2. Bradley graduated from Dr. Phillips High School himself, suggesting that his fear that other teams might try to exploit the fact that Anthony wears prosthetics by bunting is based on something other than pure speculation. While a review of Dr. Phillips High’s website doesn’t paint a picture of the school as a historical baseball powerhouse, the fact is that multiple players have been drafted by major league teams, and the school has produced talents like Johnny Damon and A.J. Pierzynski. If DPHS is a middling baseball school but producing players of major-league caliber, the top schools in the league have to be pretty damn good (read, highly competitive).
  3. Bradley was on the coaching staff of a national youth team that won the Bronze Medal at the 2010 Pan Am games. My basic assumption is the national team head coach didn’t select someone he thought would provide no value whatsoever when choosing his assistant coaches.
  4. Only 2 sophomores survived the cut. Ninety percent of the DPHS team consists of juniors and seniors. The evidence therefore demonstrates that Bradley didn’t discriminate against a disabled kid. He discriminated against underclassmen. And in the meritocracy that is sports, that’s normal. High school juniors and seniors tend to be better players than their younger brethren (i.e., faster, stronger). In the absence of a junior varsity team, freshmen and sophomores have to be unusually talented to claw their way onto a roster. And while Anthony has talent, it’s not at all clear from what I’ve read/seen that he’s in the top 10 percent of underclassmen players.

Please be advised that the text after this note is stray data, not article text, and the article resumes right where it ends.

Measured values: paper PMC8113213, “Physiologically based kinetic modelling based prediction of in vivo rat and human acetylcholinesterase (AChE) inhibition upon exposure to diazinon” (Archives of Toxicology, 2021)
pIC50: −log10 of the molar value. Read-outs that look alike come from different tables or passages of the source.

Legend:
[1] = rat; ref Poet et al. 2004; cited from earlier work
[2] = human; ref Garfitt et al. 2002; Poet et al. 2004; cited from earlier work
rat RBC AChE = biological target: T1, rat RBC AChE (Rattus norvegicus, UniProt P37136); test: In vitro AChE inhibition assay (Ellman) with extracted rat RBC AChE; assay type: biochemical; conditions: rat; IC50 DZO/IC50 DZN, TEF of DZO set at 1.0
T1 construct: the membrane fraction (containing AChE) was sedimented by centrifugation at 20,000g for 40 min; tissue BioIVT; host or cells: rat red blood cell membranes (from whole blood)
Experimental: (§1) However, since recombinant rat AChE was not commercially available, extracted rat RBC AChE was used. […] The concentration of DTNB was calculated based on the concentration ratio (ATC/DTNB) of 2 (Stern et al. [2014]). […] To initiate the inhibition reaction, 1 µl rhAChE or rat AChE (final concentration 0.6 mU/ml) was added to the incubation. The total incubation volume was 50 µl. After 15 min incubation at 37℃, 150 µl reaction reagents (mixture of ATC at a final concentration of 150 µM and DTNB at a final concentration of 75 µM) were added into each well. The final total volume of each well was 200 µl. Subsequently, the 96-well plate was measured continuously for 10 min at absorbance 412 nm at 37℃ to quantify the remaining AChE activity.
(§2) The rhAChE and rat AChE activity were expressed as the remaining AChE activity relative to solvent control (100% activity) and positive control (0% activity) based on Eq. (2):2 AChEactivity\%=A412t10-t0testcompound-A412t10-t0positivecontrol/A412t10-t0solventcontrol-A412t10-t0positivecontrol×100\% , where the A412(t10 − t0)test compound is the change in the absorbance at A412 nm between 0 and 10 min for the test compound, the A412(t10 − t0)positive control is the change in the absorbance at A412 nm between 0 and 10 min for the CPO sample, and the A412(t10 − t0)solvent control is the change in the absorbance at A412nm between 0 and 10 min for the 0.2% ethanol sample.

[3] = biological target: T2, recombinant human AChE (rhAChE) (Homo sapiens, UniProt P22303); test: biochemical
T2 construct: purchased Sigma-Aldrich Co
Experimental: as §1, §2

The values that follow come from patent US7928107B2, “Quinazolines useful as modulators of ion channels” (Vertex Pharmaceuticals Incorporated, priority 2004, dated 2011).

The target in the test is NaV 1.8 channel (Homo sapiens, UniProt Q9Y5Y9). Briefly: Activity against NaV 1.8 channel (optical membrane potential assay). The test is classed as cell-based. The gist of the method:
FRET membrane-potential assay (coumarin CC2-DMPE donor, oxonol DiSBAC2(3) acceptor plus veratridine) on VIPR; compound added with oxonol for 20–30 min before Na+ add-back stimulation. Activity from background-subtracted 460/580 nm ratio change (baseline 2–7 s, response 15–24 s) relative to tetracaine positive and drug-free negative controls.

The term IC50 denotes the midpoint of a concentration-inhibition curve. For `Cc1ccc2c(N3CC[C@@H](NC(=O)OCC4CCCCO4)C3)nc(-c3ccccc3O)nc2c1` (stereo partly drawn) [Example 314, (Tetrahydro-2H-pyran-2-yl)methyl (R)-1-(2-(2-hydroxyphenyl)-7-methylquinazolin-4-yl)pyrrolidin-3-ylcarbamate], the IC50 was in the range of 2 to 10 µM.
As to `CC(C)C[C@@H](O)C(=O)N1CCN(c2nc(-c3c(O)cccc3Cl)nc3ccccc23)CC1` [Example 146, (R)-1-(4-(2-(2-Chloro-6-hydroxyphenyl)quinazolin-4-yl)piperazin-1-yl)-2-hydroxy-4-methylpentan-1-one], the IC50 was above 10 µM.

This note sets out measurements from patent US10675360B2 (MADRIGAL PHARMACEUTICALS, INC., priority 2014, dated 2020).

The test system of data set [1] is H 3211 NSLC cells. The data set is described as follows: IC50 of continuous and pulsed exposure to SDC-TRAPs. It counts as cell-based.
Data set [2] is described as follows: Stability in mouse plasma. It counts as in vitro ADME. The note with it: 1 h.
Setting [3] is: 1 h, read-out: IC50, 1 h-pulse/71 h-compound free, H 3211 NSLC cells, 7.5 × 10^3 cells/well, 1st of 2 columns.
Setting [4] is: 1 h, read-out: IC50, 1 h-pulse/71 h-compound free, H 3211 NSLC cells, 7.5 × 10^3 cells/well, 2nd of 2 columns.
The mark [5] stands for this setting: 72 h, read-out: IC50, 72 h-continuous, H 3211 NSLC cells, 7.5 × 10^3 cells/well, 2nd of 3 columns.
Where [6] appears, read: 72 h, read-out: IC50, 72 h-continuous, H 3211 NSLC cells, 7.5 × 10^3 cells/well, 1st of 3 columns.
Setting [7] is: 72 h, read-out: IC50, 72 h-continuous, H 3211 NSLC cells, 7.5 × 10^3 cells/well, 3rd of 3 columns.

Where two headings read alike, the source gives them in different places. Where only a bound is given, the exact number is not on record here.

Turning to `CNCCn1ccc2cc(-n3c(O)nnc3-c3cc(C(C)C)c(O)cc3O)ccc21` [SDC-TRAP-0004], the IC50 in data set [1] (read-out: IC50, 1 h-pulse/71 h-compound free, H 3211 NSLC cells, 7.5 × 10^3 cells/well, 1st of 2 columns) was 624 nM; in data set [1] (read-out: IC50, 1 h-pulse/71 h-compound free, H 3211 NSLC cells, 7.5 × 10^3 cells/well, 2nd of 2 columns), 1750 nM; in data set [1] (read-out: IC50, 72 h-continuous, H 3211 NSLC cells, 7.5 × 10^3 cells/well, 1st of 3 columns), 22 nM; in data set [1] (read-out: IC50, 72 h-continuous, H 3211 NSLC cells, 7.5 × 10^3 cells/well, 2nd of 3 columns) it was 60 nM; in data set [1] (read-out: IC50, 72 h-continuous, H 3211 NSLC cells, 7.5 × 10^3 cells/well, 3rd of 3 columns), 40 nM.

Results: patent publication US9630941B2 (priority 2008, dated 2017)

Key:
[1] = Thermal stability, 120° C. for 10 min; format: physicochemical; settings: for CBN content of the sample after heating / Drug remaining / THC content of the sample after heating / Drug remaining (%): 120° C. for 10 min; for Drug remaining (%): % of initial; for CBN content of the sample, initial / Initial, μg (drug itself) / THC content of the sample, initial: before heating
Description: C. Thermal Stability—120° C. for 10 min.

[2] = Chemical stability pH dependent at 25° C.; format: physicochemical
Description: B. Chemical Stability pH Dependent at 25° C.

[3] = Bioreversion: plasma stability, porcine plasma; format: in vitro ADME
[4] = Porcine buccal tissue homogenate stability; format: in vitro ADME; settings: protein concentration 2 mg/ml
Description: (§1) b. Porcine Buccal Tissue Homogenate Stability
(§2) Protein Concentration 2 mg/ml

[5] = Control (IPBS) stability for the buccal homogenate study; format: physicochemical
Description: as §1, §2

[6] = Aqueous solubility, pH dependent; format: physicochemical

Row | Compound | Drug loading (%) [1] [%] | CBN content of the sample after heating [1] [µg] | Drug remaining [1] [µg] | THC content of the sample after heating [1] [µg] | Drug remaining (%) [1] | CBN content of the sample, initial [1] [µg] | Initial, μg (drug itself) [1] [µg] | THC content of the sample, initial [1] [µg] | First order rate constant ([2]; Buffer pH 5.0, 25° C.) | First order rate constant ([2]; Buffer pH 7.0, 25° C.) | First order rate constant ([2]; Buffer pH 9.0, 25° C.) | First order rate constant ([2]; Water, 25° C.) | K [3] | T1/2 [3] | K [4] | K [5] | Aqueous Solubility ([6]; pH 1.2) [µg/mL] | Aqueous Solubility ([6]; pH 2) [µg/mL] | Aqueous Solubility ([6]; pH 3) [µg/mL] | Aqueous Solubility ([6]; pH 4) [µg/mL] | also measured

5. One of Coach Bradley’s listed hobbies (on the DPHS athletic department website) is watching Ohio State University Football. While this has nothing to do with the issues at hand, it does suggest that he’s not free on most Saturday afternoons in the fall.

So where does all of this leave us? Did Anthony get screwed? Is Coach Bradley a villain? Will Ohio State be BCS bound next season? These questions, the ones that Diaz and ABC News focused on – well, at least the first two – sacrifice discussion of the hard issues for the sensational.

The more relevant, interesting, and appropriate question is this: what standards should we apply to an athlete wearing prosthetics who competes in the able-bodied arena? And I believe that if you asked the top amputee athletes in the world this question, they would answer as follows: treat me like every other athlete. (That is not guesswork on my part; I base it on numerous conversations I’ve had with some of the finest prosthetic-wearing athletes in the world.)